President Trump won’t travel to Alabama to campaign for GOP Senate candidate Roy Moore ahead of next month’s special election, a White House official told The Associated Press.
White House spokeswoman Lindsay Walters told The Hill that "there is nothing on his schedule at this time" as far as a Trump campaign stop for Moore. The Alabama Republican faces Democratic opponent Doug Jones on Dec. 12.
“The president is not planning any trip to Alabama at this time, and frankly his schedule doesn’t permit him to do anything between now and election day," White House press secretary Sarah Huckabee Sanders told reporters later on Monday.
Trump last week appeared to offer support to Moore despite allegations he initiated a sexual encounter with a 14-year-old girl when he was 32.
"We don't need a liberal person in there, a Democrat,” Trump told reporters on the South Lawn of the White House last Tuesday.
Trump followed that up with tweets over the weekend saying that Jones would be a puppet of Washington Democrats if elected.
Trump didn’t say if he believed the allegations, but noted that the former state Supreme Court chief justice denied the allegations about events that occurred 40 years ago.
“He denies it. He totally denies it," Trump said. “Roy Moore denies it — that’s all I can say.”
The allegations against Moore have put Trump and Senate Republicans at odds.
Republicans have called on Moore to withdraw from the race and some in leadership have even floated expelling the Alabama Republican if he wins. Senate Majority Leader Mitch McConnellAddison (Mitch) Mitchell McConnellHow the Democratic Party's campaign strategy is failing America GOP should grab the chance to upend Pelosi's plan on reconciliation We don't need platinum to solve the debt ceiling crisis MORE (R-Ky.) is worried Moore will hurt the party’s brand and impact GOP candidates in the 2018 midterm elections.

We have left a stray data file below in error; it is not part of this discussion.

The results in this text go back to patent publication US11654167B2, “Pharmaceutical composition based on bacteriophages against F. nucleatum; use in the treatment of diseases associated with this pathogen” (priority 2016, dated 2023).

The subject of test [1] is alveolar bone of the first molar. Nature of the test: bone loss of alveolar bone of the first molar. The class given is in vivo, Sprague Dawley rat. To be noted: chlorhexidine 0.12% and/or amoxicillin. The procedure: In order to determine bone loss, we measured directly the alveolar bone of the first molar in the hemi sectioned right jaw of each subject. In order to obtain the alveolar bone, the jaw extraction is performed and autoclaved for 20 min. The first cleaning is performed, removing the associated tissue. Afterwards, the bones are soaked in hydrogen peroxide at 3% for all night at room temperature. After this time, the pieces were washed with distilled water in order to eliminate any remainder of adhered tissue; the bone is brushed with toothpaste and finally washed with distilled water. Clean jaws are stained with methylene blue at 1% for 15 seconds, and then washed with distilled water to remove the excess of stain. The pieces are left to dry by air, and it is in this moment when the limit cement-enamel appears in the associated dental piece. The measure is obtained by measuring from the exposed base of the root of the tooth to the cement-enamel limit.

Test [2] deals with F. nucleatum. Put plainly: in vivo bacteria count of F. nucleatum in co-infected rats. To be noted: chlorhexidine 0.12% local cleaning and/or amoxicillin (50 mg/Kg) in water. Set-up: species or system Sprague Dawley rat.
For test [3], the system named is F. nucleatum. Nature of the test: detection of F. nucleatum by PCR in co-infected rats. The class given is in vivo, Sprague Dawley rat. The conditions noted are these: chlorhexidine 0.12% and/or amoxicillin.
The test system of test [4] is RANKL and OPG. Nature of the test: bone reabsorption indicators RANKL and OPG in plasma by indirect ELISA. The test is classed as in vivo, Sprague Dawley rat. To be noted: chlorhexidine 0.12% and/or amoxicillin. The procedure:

But most Republicans in Alabama are standing by Moore and Alabama Gov. Kay Ivey (R) has said she won’t move the special election date.
Since the first allegations were reported by The Washington Post, polls have tightened, though the most recent survey has Moore leading Jones in the low single-digits.
Jones, a former federal prosecutor, has addressed the allegations in several recent ads, posting a video with the names and pictures of women who have accused Moore of sexual misconduct and another where Jones is quoting “conservative voices” criticizing his opponent including Ivanka Trump and the former holder of the Senate seat at stake, Attorney General Jeff SessionsJefferson (Jeff) Beauregard SessionsOvernight Hillicon Valley — Apple issues security update against spyware vulnerability Stanford professors ask DOJ to stop looking for Chinese spies at universities in US Overnight Energy & Environment — Democrats detail clean electricity program MORE.
- This report was updated at 3:38 p.m. EST